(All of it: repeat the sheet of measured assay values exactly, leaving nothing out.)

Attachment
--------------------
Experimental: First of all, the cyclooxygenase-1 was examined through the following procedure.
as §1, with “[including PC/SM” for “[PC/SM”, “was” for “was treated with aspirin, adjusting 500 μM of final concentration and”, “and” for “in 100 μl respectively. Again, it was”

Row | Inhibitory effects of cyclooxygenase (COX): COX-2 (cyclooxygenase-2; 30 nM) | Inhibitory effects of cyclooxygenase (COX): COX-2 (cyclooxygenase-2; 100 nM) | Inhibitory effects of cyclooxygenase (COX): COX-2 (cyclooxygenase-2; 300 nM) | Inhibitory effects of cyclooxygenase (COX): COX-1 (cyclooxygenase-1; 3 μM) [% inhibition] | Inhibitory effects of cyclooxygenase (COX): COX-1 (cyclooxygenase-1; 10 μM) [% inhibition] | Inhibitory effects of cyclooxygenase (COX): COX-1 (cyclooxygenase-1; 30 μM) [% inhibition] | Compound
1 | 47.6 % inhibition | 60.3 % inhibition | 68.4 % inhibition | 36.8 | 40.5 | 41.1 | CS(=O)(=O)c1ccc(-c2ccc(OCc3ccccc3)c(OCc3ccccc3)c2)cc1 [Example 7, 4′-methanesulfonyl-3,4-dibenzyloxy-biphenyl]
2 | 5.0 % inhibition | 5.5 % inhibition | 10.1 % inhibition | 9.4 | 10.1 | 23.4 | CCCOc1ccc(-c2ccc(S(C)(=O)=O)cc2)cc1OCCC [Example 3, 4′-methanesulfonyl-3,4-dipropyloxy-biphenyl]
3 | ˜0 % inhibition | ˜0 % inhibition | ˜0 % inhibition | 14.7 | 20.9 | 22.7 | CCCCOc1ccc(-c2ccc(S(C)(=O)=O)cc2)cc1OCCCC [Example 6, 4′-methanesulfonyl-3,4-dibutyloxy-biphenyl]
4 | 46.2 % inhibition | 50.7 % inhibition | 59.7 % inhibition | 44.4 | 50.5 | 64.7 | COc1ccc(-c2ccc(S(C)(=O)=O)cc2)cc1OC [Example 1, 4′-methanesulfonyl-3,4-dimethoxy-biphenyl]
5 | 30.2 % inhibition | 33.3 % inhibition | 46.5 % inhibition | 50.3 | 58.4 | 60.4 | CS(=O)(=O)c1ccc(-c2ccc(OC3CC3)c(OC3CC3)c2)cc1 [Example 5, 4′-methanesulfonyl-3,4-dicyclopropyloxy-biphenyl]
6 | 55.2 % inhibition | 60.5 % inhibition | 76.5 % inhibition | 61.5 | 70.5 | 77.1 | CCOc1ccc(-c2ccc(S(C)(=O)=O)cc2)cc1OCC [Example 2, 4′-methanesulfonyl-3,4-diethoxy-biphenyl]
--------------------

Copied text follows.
Experimental: First of all, the cyclooxygenase-1 was examined through the following procedure.
as §1, with “[including PC/SM” for “[PC/SM”, “was” for “was treated with aspirin, adjusting 500 μM of final concentration and”, “and” for “in 100 μl respectively. Again, it was”

Row | Inhibitory effects of cyclooxygenase (COX): COX-2 (cyclooxygenase-2; 30 nM) | Inhibitory effects of cyclooxygenase (COX): COX-2 (cyclooxygenase-2; 100 nM) | Inhibitory effects of cyclooxygenase (COX): COX-2 (cyclooxygenase-2; 300 nM) | Inhibitory effects of cyclooxygenase (COX): COX-1 (cyclooxygenase-1; 3 μM) [% inhibition] | Inhibitory effects of cyclooxygenase (COX): COX-1 (cyclooxygenase-1; 10 μM) [% inhibition] | Inhibitory effects of cyclooxygenase (COX): COX-1 (cyclooxygenase-1; 30 μM) [% inhibition] | Compound
1 | 47.6 % inhibition | 60.3 % inhibition | 68.4 % inhibition | 36.8 | 40.5 | 41.1 | CS(=O)(=O)c1ccc(-c2ccc(OCc3ccccc3)c(OCc3ccccc3)c2)cc1 [Example 7, 4′-methanesulfonyl-3,4-dibenzyloxy-biphenyl]
2 | 5.0 % inhibition | 5.5 % inhibition | 10.1 % inhibition | 9.4 | 10.1 | 23.4 | CCCOc1ccc(-c2ccc(S(C)(=O)=O)cc2)cc1OCCC [Example 3, 4′-methanesulfonyl-3,4-dipropyloxy-biphenyl]
3 | ˜0 % inhibition | ˜0 % inhibition | ˜0 % inhibition | 14.7 | 20.9 | 22.7 | CCCCOc1ccc(-c2ccc(S(C)(=O)=O)cc2)cc1OCCCC [Example 6, 4′-methanesulfonyl-3,4-dibutyloxy-biphenyl]
4 | 46.2 % inhibition | 50.7 % inhibition | 59.7 % inhibition | 44.4 | 50.5 | 64.7 | COc1ccc(-c2ccc(S(C)(=O)=O)cc2)cc1OC [Example 1, 4′-methanesulfonyl-3,4-dimethoxy-biphenyl]
5 | 30.2 % inhibition | 33.3 % inhibition | 46.5 % inhibition | 50.3 | 58.4 | 60.4 | CS(=O)(=O)c1ccc(-c2ccc(OC3CC3)c(OC3CC3)c2)cc1 [Example 5, 4′-methanesulfonyl-3,4-dicyclopropyloxy-biphenyl]
6 | 55.2 % inhibition | 60.5 % inhibition | 76.5 % inhibition | 61.5 | 70.5 | 77.1 | CCOc1ccc(-c2ccc(S(C)(=O)=O)cc2)cc1OCC [Example 2, 4′-methanesulfonyl-3,4-diethoxy-biphenyl]